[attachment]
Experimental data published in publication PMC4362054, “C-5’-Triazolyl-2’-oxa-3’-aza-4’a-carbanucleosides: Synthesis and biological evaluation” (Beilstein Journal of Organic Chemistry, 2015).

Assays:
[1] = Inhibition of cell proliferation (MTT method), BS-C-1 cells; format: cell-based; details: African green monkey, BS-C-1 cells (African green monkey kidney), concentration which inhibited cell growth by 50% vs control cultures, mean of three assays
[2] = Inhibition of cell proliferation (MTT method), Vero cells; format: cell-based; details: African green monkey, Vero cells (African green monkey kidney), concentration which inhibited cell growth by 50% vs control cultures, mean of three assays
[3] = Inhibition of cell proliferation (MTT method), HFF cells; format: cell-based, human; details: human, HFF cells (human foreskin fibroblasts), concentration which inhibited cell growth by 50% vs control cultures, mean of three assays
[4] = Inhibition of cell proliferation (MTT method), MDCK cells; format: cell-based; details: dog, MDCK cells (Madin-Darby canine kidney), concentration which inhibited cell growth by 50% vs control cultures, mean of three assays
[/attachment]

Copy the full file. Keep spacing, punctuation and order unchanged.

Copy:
Experimental data published in publication PMC4362054, “C-5’-Triazolyl-2’-oxa-3’-aza-4’a-carbanucleosides: Synthesis and biological evaluation” (Beilstein Journal of Organic Chemistry, 2015).

Assays:
[1] = Inhibition of cell proliferation (MTT method), BS-C-1 cells; format: cell-based; details: African green monkey, BS-C-1 cells (African green monkey kidney), concentration which inhibited cell growth by 50% vs control cultures, mean of three assays
[2] = Inhibition of cell proliferation (MTT method), Vero cells; format: cell-based; details: African green monkey, Vero cells (African green monkey kidney), concentration which inhibited cell growth by 50% vs control cultures, mean of three assays
[3] = Inhibition of cell proliferation (MTT method), HFF cells; format: cell-based, human; details: human, HFF cells (human foreskin fibroblasts), concentration which inhibited cell growth by 50% vs control cultures, mean of three assays
[4] = Inhibition of cell proliferation (MTT method), MDCK cells; format: cell-based; details: dog, MDCK cells (Madin-Darby canine kidney), concentration which inhibited cell growth by 50% vs control cultures, mean of three assays